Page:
RUSS SCHRIEFER, REPUBLICAN STRATEGIST: Well, I think they both have a lot to gain out of this meeting. I think that there is clearly issues that

they need to resolve with one another. But the most important thing that Donald Trump needs to do between now and the convention is to unify the

Republican Party.

That means getting as many House members, Senate members and rank-and-file Republicans, who some of them still are a little bit skittish about

supporting Donald Trump on his side. And I think that this is a first step in doing that.

Paul Ryan is a very well-respected figure. He is, in many ways, the conscience of the Republican Party. His -- he's very serious about policy

issues. And I think the two of them getting together, talking about policy and figuring out what the policies and the planks of the Republican Party,

is a first step in unifying and putting the party together.

CURNOW: Doug, to you, you've worked on the other side in many ways with congressional leadership, with the Republican National Committee. This is

a man who has effectively just executed the equivalent of a corporate takeover of their party.

What do they want to hear from Mr. Trump?

Is it just about policy?

Or do you think it's going to go -- are they going to trust him, whatever he says?

DOUG HEYE, CNN POLITICAL COMMENTATOR: Right. You're right it wasn't just a corporate takeover, a hostile takeover of the Republican Party, if you

will. But they want to hear specific policies, obviously, but it's also larger than that. And that's the one thing I've heard from Paul Ryan's

office, is it's not just about, say, trade policy or tax policy or so forth, though I agree with Russ that that will certainly be a part of the


But it's also the broader message and tone that Trump has taken in this campaign and how that affects not just the 2016 presidential race but also

Senate campaigns and House campaigns. Paul Ryan is particularly concerned about his House members, who will have to defend themselves against

attacks, just for supporting Trump when we see outrageous statements coming almost every week from Trump, whether on Twitter or whether at rallies.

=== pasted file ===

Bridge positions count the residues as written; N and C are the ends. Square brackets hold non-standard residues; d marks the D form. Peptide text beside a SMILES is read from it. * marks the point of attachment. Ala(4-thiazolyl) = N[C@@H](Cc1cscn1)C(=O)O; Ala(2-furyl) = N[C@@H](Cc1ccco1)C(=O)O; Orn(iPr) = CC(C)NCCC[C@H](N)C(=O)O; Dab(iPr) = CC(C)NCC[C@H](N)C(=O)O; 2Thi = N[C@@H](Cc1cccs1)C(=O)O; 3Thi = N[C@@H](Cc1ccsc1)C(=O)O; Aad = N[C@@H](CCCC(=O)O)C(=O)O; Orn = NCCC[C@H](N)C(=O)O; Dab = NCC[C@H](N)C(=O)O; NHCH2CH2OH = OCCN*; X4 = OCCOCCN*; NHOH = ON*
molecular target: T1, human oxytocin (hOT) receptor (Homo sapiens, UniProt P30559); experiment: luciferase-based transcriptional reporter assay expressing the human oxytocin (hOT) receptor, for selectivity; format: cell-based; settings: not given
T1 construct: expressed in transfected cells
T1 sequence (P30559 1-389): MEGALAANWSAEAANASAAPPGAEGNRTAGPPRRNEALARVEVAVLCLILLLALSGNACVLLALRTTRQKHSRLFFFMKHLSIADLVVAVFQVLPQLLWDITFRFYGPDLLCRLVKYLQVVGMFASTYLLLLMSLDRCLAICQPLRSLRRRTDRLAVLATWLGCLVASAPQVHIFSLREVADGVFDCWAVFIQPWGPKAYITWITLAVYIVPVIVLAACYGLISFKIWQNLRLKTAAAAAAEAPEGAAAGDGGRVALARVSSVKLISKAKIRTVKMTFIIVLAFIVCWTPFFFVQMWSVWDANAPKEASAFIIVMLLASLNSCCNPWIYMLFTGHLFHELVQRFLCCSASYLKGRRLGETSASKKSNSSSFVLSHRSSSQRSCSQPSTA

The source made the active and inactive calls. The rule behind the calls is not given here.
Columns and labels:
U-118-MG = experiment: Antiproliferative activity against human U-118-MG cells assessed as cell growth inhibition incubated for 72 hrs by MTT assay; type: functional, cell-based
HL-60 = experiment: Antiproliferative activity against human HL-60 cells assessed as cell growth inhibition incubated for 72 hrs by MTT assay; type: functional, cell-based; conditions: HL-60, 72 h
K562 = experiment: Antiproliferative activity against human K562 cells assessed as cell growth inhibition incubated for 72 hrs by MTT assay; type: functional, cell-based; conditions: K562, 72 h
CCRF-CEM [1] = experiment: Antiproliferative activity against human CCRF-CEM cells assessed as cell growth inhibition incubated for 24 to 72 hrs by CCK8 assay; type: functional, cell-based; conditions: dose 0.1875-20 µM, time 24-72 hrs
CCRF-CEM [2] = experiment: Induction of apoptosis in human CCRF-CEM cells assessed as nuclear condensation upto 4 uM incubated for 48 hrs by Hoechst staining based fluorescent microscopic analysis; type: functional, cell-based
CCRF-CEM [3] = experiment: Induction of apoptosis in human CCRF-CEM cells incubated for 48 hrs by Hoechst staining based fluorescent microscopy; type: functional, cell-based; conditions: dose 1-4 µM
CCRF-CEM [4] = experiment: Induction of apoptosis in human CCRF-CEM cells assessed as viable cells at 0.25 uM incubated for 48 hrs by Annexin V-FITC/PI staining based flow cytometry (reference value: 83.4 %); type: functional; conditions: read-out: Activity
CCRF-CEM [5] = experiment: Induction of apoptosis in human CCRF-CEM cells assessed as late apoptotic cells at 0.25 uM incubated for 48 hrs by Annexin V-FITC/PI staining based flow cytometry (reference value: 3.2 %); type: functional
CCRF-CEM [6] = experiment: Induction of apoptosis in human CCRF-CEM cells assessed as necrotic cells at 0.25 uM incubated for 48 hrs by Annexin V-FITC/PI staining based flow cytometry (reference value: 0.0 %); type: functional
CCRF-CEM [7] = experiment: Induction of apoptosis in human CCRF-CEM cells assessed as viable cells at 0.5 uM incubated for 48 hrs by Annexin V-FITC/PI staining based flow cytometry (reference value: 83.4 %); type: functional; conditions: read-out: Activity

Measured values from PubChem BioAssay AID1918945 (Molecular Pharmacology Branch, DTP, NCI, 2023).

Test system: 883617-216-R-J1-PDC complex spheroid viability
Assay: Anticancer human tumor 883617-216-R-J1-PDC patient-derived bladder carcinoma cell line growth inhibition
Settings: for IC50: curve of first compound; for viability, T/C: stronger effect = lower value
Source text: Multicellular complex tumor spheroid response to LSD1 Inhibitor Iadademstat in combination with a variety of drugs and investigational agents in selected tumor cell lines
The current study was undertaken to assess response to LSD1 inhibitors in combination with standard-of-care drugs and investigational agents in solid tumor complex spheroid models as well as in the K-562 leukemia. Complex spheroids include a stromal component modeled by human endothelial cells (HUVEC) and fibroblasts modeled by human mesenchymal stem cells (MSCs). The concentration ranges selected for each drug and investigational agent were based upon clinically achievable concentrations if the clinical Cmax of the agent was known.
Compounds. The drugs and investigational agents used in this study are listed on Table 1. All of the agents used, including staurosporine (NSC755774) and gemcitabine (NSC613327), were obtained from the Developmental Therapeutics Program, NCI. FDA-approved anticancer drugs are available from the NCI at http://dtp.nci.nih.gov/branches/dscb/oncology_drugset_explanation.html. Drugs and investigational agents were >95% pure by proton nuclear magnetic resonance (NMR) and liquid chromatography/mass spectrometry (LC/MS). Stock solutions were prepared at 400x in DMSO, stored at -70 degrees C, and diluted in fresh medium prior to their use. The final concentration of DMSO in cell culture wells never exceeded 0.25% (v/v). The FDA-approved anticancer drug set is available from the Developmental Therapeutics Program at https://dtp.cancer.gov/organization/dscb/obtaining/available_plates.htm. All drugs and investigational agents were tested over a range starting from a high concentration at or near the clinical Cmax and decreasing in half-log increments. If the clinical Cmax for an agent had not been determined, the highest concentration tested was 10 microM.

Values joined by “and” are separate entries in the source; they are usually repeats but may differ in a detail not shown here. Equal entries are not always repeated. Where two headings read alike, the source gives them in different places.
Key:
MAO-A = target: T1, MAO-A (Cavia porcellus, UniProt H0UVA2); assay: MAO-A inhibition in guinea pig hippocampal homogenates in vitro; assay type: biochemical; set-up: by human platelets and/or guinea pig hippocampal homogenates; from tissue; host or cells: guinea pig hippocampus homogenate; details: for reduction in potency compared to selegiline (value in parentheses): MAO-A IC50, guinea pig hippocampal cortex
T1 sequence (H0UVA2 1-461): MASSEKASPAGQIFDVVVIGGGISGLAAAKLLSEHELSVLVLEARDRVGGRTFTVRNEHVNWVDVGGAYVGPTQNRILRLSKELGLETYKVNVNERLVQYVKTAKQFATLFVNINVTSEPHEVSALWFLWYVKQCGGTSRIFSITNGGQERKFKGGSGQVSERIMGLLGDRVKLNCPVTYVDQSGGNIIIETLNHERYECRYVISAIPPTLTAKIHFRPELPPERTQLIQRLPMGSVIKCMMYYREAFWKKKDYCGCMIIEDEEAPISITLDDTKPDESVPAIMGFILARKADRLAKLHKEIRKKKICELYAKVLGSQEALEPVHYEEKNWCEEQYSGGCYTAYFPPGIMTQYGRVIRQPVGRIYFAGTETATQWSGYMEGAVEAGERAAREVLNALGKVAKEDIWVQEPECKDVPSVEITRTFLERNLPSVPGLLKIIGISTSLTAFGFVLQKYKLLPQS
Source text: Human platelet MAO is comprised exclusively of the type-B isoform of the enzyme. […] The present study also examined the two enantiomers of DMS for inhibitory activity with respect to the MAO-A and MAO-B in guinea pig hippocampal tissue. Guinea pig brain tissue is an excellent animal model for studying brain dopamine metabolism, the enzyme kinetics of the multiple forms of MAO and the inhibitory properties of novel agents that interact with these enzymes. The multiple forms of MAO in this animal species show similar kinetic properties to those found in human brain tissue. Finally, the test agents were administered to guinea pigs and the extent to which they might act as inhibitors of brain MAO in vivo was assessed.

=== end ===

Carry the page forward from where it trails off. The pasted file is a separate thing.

These things scare a lot of Republican House members and that's one of the things that Paul Ryan wants to talk about.


CURNOW: In many ways, Doug, that's what Paul Ryan did last week, when he kind of provided them with cover for those down the ticket. He kind of

gave them the space to, perhaps, distance themselves from Mr. Trump.

Is Mr. Ryan also going to sit down with Donald Trump and give him a one-on- one on congressional majority?

HEYE: Well, I think what he's going to do is try to make sure that they can all eventually end up at the same place. He wants to support the

nominee, obviously. He wants the party to be unified.

But he's also well aware his members have very real concerns, a majority of the members have very real concerns, moving forward, which is why you've

seen so many --


HEYE: -- refuse to endorse him or give a very milquetoast, I'll support the nominee.

But the other thing I would say is I wouldn't expect a lot of fireworks in this meeting and, in fact, I wouldn't expect a lot of news coming out of

this meeting. After this is done, I think you'll see Paul Ryan and congressional leadership say it was a good, productive meeting.

You'll hear words like "constructive dialogue" and things like that. Trump may say it was a big, beautiful meeting. But I wouldn't expect fireworks

or any real deliverables just yet.

CURNOW: This is not "Rumble in the Jungle." We aren't going to come out with some sort of decision here or some screaming headline.

But in terms of this dynamic, I think what's fascinating is that it's interesting to see who holds the cards here. Trump says he's a master

negotiator but, really, who holds the cards?

And I'm told I am going to have to interrupt you and not ask you that question. We're going straight to Brazil, where Dilma Rousseff is



DILMA ROUSSEFF, PRESIDENT OF BRAZIL (through translator): . and all my fellow Brazilians, that was open by the senate, the process of impeachment

and it was determined that my mandate is suspended for 180 days.

I was elected president by 54 million people, citizens of Brazil. And it's within this condition of elected president by the 54 million Brazilians

that I talk to you today, which is a decisive moment for the Brazilian democracy and for our future as a country.

What is at risk here in this impeachment process is not only my mandate; what's at risk here is the respect to the elections, the desire of the